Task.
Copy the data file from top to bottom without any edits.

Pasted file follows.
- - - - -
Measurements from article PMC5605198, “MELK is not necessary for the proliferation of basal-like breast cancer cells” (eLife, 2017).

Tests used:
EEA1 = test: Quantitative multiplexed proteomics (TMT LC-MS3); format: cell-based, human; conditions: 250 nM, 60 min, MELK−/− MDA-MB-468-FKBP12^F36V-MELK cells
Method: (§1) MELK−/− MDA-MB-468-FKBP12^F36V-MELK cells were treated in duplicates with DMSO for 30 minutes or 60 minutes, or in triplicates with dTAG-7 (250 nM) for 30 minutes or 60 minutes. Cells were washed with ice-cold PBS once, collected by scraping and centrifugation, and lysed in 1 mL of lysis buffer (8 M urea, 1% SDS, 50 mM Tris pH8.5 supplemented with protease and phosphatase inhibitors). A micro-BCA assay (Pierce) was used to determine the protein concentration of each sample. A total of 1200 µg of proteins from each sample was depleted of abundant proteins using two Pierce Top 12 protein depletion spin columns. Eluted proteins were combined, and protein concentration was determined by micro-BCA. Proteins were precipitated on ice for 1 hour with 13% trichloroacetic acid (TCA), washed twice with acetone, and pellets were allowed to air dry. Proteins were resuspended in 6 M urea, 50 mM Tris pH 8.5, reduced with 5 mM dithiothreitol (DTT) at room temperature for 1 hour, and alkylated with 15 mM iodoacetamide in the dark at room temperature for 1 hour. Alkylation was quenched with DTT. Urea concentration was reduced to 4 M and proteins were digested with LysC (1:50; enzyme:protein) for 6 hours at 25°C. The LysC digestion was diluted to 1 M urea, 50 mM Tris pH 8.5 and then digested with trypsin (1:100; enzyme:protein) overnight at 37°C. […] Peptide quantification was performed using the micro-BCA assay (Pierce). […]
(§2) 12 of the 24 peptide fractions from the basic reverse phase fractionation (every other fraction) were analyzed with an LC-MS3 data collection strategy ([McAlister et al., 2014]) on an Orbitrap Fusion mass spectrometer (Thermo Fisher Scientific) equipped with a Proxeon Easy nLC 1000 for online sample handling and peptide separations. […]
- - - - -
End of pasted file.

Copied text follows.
Measurements from article PMC5605198, “MELK is not necessary for the proliferation of basal-like breast cancer cells” (eLife, 2017).

Tests used:
EEA1 = test: Quantitative multiplexed proteomics (TMT LC-MS3); format: cell-based, human; conditions: 250 nM, 60 min, MELK−/− MDA-MB-468-FKBP12^F36V-MELK cells
Method: (§1) MELK−/− MDA-MB-468-FKBP12^F36V-MELK cells were treated in duplicates with DMSO for 30 minutes or 60 minutes, or in triplicates with dTAG-7 (250 nM) for 30 minutes or 60 minutes. Cells were washed with ice-cold PBS once, collected by scraping and centrifugation, and lysed in 1 mL of lysis buffer (8 M urea, 1% SDS, 50 mM Tris pH8.5 supplemented with protease and phosphatase inhibitors). A micro-BCA assay (Pierce) was used to determine the protein concentration of each sample. A total of 1200 µg of proteins from each sample was depleted of abundant proteins using two Pierce Top 12 protein depletion spin columns. Eluted proteins were combined, and protein concentration was determined by micro-BCA. Proteins were precipitated on ice for 1 hour with 13% trichloroacetic acid (TCA), washed twice with acetone, and pellets were allowed to air dry. Proteins were resuspended in 6 M urea, 50 mM Tris pH 8.5, reduced with 5 mM dithiothreitol (DTT) at room temperature for 1 hour, and alkylated with 15 mM iodoacetamide in the dark at room temperature for 1 hour. Alkylation was quenched with DTT. Urea concentration was reduced to 4 M and proteins were digested with LysC (1:50; enzyme:protein) for 6 hours at 25°C. The LysC digestion was diluted to 1 M urea, 50 mM Tris pH 8.5 and then digested with trypsin (1:100; enzyme:protein) overnight at 37°C. […] Peptide quantification was performed using the micro-BCA assay (Pierce). […]
(§2) 12 of the 24 peptide fractions from the basic reverse phase fractionation (every other fraction) were analyzed with an LC-MS3 data collection strategy ([McAlister et al., 2014]) on an Orbitrap Fusion mass spectrometer (Thermo Fisher Scientific) equipped with a Proxeon Easy nLC 1000 for online sample handling and peptide separations. […]